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Canadian Journal of Infectious Diseases and Medical Microbiology
Volume 19 (2008), Issue 6, Pages 405-408
Original Article

Methicillin-Resistant Staphylococcus aureus Colonization in Schoolteachers in Ontario

Beth A Hanselman,1 Steven A Kruth,1 Joyce Rousseau,2 and J Scott Weese2

1Department of Clinical Studies, University of Guelph, Guelph, Ontario, Canada
2Department of Pathobiology, University of Guelph, Guelph, Ontario, Canada

Received 7 May 2008; Accepted 5 September 2008

Copyright © 2008 Hindawi Publishing Corporation. This is an open access article distributed under the Creative Commons Attribution License, which permits unrestricted use, distribution, and reproduction in any medium, provided the original work is properly cited.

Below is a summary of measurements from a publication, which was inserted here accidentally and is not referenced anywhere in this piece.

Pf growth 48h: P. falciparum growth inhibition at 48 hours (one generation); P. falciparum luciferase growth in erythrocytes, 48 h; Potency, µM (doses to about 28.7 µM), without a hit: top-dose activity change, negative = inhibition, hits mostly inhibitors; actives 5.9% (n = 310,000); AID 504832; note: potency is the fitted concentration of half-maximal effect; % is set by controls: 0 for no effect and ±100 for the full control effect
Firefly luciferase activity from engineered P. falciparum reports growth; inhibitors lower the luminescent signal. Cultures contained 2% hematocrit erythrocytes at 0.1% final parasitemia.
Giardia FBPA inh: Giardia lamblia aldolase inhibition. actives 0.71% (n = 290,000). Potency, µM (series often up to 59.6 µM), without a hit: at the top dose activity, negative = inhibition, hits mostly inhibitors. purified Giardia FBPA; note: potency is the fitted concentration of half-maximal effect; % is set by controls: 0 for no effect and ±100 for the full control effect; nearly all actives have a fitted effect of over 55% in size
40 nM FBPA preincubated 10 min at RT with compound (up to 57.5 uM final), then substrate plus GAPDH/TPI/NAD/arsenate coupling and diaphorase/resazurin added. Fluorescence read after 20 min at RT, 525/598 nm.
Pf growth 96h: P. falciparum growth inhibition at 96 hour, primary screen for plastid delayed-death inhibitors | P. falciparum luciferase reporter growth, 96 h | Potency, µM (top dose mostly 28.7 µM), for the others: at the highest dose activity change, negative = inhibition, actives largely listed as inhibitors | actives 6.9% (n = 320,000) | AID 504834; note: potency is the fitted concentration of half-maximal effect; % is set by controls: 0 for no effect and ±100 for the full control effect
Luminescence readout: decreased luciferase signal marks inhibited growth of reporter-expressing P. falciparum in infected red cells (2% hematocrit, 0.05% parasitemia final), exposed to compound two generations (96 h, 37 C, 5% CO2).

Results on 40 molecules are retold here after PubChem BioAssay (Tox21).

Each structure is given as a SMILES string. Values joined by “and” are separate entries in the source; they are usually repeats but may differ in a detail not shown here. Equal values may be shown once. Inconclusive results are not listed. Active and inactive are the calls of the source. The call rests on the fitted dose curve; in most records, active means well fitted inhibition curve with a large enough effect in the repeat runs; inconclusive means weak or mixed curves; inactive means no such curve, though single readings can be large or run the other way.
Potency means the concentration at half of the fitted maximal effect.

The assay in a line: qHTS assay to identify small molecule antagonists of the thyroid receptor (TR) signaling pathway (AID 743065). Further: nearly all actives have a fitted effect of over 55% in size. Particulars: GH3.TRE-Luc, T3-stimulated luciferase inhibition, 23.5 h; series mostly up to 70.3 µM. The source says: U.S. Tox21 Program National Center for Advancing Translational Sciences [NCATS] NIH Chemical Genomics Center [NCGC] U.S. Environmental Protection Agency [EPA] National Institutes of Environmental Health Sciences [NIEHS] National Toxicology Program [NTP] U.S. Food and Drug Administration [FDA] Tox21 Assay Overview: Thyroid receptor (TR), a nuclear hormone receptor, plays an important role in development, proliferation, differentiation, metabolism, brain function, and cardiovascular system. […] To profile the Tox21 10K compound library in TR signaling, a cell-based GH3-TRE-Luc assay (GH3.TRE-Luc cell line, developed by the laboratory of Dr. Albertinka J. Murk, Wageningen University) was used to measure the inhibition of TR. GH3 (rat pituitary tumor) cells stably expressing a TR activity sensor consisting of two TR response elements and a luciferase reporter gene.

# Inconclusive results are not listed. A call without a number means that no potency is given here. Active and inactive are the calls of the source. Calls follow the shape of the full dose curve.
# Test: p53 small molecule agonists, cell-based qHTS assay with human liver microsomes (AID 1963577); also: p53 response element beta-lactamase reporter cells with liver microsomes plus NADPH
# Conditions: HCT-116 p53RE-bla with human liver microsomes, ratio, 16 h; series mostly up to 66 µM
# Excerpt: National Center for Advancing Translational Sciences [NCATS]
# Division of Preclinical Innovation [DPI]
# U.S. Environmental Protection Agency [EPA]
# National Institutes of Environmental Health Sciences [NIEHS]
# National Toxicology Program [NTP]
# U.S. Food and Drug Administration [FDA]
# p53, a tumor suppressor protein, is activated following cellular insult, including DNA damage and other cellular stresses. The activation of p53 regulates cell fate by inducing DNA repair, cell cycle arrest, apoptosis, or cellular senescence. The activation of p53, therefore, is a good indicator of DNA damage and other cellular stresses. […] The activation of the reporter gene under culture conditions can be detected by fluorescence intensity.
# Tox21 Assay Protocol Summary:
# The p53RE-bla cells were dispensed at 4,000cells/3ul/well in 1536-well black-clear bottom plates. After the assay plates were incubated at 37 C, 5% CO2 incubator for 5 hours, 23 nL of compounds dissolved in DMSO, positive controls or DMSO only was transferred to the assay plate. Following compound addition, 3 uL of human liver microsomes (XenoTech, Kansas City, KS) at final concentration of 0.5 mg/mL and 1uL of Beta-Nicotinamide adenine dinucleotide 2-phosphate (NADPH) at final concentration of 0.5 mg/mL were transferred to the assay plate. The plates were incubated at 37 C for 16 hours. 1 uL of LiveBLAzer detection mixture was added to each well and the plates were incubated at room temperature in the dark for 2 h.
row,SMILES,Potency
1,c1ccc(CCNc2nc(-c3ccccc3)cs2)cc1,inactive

A prospective study of methicillin-resistant Staphylococcus aureus (MRSA) colonization was performed involving teachers at a science teachers’ conference in Toronto, Ontario. Nasal swabs and questionnaire data were collected from consenting individuals. MRSA colonization was identified in seven of 220 (3.2%) participants. No colonized individuals reported recent contact with the health care system, antimicrobial therapy, residence with health care workers or previous MRSA infections. Methicillin-susceptible S aureus colonization was identified in 72 of 220 (33%) individuals. The prevalence of MRSA colonization was higher than expected for a purportedly low-risk population.